Funny, isn’t it, how society treats different professions? Estate agents? Boo. Bankers? Well, fat cat brokers get a double boo, but your high-street branch manager was - and, in some cases, still is - a pillar of the community. Journalists and politicians, meanwhile, have seen a spectacular fall from grace in recent years.
What about the car industry? First reactions are usually uncertain, thanks largely I think to its reputation of yesteryear in the UK, when workers were usually picketing, bloated car companies were profiteering and everyone knocked off for a half day on a Friday. Loveable rogue Arthur Daley and his sheepskin coat didn’t help, either, nor the variety of recent scandals that have tarred everyone with the same brush, regardless of the clear evidence of the industry’s record for innovation and progress.
Yet I can’t think of an industry I’d rather my kids went into; it’s exciting, it’s innovative, it’s complex and challenging, and the products at the end of it are both mechanical marvels and hugely emotive. Be it engineering, marketing, retail sales - the list goes on - the opportunities for a bright, varied career are enormous.
But, for all that, there is a skills shortfall across the board. Yes, there is a focus on engineering, where the gap is at its greatest. But the problems and opportunities stretch across the industry, as recent initiatives from Drive My Career and iwantobea show, with the former tackling opportunities in the retail sector and the latter highlighting apprenticeships available, on which we’ve written more here.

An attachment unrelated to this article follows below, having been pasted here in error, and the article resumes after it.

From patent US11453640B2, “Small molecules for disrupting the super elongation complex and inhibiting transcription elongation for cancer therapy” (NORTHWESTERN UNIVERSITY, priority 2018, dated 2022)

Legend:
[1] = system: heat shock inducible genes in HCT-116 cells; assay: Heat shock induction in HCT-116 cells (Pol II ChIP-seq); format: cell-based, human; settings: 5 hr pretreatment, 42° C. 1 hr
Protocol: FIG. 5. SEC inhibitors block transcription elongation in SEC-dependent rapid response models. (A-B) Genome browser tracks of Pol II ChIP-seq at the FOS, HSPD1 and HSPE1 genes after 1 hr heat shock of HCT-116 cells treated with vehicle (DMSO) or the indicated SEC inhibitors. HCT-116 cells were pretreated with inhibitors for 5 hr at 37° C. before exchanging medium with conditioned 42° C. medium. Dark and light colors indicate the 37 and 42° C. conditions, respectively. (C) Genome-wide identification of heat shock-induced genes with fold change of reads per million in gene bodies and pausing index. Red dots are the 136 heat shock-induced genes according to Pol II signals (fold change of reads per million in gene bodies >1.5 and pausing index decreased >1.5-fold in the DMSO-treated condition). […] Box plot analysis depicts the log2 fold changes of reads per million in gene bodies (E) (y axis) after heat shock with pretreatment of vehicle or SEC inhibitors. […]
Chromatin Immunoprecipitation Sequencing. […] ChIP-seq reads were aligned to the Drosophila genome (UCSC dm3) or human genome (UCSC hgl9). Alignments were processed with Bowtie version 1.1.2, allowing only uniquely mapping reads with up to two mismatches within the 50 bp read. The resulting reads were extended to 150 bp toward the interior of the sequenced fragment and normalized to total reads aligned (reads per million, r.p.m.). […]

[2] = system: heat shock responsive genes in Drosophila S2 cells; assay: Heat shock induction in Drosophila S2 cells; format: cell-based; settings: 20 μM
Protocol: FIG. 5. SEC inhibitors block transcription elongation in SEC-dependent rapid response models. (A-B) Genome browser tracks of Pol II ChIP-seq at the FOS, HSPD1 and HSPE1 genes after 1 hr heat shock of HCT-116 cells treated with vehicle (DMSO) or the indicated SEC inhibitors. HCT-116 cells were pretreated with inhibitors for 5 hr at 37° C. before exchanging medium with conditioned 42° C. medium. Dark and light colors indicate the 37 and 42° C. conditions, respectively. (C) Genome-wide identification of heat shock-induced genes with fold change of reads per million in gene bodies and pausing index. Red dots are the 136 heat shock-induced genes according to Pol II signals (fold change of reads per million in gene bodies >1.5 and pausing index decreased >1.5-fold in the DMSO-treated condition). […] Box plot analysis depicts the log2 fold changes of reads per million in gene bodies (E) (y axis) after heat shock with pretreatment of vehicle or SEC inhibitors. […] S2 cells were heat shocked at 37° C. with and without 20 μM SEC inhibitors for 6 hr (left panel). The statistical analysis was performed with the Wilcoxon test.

What Drive My Career does brilliantly is highlight the array of automotive retail jobs on offer, the kind of people who thrive in them and the opportunities for career progression beyond them. As well as listing the types of careers and open vacancies for those skillsets, Drive My Career is regularly updated with interviews from men and women who are in the industry and who can talk with authority about the opportunities. It’s inspiring stuff. Daley would feel like he’d landed on another planet if he saw it.
At Autocar, we’re passionate about these programmes because they highlight an industry we love. It’s why we also organise and run the Autocar Courland Next Generation Award and Great British Women initiative. But wouldn’t it be nice if we didn’t have to? This is an industry that rewards the successful in terms of career opportunities and rewards, yet mainly legacy attitudes mean it has to fight to win over the top talent.